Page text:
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WHALES & DOLPHINS OF THE WORLD

During the Voyage of the Odyssey expedition, the crew encounter many different species of whales and dolphins in their research. The following are some education reports of their experiences.


June 7, 2004
'Fishing for a Scapegoat - Are Whales Competing with Fish for Dwindling Fish Stocks?'
"Most people assume that whales are saved because of the worldwide moratorium that has been in place since 1986. They are unaware that: 1) whaling continues today; 2) it is on the increase; and 3) that the whalers are currently killing four species of large whales."
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May 6, 2004
'A 'Killer' Visit'
"At 10 am this morning, the wind speed picked up, the whitecaps steadily increased in size and number and the swells moved to the north with greater energy. At 11 am, Chris called down from observation watch - 'I see several blows off the port bow at 2,000 meters.'"
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April 25, 2004
'Passage Through the Arabian Sea'
"The Odyssey crew left the Maldives last week after two months of research. We are currently embarking on a 1200-mile passage across the Arabian Sea in the northern Indian Ocean before sailing 600 miles down the Gulf of Aden to Djibouti - a tiny country the size of Massachusetts nestled between Somalia and Eritrea at the base of the Red Sea."
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April 16, 2004
'Unraveling the mystery of Killer whale ecology in Antarctica'
"Bob Pitman, a marine biologist from Southwest Fisheries Science Center in La Jolla, California, recently joined us for our last research leg in the Maldives. Spending up to eight months a year at sea studying sea birds, sea turtles, flying fish and marine mammals. Recently, his interests have moved toward researching killer whales in Antarctica."
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April 7, 2004
'Killer Whales - Encountering Transients'
"Yesterday during lunch, we turned off the engine in order to drift and enjoy the calm, sunny conditions. As soon as the engine was cut, we detected dolphin clicks and whistles on the acoustic array (underwater microphone). Moments later, we sighted a group 500 meters ahead. Suddenly the dolphins erupted from the surface of the sea leaping clear of the water and 'running' at top speed. Something was chasing them. Bob turned to me and said - 'we have killer whales.'"
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March 30, 2004
'Whale & Dolphin Diversity in the Maldives
"During most research legs, we focus our effort on sperm whales. This research leg we will survey closer to the reef in order to document smaller cetaceans and beaked whales."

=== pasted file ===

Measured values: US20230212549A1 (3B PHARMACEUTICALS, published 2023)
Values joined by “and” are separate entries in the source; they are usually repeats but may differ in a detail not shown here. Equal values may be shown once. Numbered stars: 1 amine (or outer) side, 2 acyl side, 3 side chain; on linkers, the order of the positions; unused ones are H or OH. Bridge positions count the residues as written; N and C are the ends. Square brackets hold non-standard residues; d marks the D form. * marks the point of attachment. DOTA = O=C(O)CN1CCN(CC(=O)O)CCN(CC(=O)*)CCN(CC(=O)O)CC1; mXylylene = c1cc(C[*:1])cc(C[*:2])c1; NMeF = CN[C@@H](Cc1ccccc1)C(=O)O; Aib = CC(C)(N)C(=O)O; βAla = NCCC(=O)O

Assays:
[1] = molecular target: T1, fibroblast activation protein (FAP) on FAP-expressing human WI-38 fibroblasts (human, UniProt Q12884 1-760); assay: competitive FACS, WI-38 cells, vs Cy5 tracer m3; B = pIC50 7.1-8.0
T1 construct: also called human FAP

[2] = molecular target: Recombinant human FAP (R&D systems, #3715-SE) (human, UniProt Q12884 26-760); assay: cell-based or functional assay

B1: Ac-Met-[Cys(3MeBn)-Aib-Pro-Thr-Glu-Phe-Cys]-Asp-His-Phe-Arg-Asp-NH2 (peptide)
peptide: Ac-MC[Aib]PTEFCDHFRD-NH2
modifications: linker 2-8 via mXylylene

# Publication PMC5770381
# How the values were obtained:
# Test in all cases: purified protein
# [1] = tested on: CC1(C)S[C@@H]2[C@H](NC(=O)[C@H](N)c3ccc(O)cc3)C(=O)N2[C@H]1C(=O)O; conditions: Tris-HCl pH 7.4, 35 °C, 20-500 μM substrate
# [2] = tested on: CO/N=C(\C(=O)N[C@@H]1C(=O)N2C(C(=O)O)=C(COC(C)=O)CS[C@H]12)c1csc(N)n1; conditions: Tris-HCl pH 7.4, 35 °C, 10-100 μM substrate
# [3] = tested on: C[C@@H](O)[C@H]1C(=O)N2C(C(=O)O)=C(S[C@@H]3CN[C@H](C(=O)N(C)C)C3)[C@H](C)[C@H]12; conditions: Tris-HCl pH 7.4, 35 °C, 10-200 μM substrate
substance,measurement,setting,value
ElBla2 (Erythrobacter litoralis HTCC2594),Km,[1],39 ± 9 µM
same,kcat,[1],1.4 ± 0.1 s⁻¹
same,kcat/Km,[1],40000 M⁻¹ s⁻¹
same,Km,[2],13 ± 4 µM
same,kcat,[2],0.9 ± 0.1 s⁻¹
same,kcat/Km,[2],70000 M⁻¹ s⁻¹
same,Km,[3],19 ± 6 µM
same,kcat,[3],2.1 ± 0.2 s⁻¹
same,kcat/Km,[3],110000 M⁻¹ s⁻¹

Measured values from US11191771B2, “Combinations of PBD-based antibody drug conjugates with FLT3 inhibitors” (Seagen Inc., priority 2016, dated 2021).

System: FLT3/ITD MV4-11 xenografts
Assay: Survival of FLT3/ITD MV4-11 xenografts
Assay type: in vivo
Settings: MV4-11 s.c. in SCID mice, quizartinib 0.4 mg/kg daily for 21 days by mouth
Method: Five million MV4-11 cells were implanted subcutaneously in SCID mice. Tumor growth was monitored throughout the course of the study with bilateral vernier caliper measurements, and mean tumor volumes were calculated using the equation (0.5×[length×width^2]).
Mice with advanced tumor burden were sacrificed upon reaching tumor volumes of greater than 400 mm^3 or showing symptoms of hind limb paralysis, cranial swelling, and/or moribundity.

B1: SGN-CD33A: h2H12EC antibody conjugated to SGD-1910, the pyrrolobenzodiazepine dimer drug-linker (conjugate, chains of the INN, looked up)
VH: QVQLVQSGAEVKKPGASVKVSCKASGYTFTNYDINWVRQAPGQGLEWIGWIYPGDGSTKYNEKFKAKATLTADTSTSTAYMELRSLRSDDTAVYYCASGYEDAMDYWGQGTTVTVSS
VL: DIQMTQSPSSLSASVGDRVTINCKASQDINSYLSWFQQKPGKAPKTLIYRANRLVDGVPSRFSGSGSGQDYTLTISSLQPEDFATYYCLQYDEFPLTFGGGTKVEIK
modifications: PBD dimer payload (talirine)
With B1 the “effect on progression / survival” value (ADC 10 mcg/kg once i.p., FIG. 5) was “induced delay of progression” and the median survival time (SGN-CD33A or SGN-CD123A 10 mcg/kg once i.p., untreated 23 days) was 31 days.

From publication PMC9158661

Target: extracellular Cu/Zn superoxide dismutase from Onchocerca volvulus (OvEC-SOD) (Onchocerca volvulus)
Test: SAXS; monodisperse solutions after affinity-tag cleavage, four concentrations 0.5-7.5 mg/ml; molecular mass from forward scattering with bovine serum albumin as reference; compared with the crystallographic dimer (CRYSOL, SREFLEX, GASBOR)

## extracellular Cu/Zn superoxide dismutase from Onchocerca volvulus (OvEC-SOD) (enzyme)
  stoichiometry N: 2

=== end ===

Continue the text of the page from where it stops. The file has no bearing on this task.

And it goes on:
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March 24, 2004
'The Science of the Voyage - Collecting Biopsy Samples from Sperm Whales'
"This is Roger Payne speaking to you from the Ocean Alliance's whale research vessel Odyssey. Today, we go behind the scenes and examine how we find and track sperm whales, take tissue biopsies from sperm whales and see how that data is processed with at the Wood's Hole Oceanographic Institution."
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November 7, 2003
'Whales in Mauritius'
"Within 30 minutes of leaving Port Louis, we deployed our acoustic array - an underwater microphone we use to find and track whales. Less than 3 miles from shore, in over 2,000 meters of water we had our first acoustic detection. One whale became three, then five and then twelve - we were surrounded. We tracked the whales in slow circles all night - the channel lights marking the entrance to Port Louis were in constant view."
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October 18, 2003
'Mysticetes and Odontocetes'
"As we began our 1600 nautical mile passage from the Maldives in the Northeast to Mauritius in the Southwest, the crew sighted sperm whales, risso's and pan-tropical spotted dolphins. As the education director aboard the Odyssey, I am often asked - "how many species of cetaceans (whales, dolphins and porpoises) are there?"
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September 18, 2003
'Longman's Beaked Whale Sighted by the Odyssey Crew'
"While researching in the Maldives in February, 2003, the Odyssey crew sighted and photographed a group of beaked whales. Today, we can confirm that they were Longman's beaked whales. Among beaked whales, the Longman's beaked whale (Indopacetus pacificus) is one of the least known species, and is known from little more than skeletal remains and a few sightings at sea."
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July 8, 2003
'Perspectives - Researching Whales in Sri Lanka'
"The secrets of the riches of our seas were initially unravelled during the Tulip expedition of the early 80's. The Odyssey is only the second research team to do a comprehensive study on the marine mammals of our waters and I am proud to be a part of the team."
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June 30, 2003
'A Renewed Hope for Whales - The 2003 International Whaling Commission Meeting'
"The annual meeting of the International Whaling Commission (IWC) has concluded for another year. The crew was ecstatic to learn that those working for the protection of the great whales 'for all time', achieved a narrow victory over the loathsome representatives of whaling nations that eagerly anticipate a return to the commercial slaughter."
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June 27, 2003
'The Dolphin Fishery'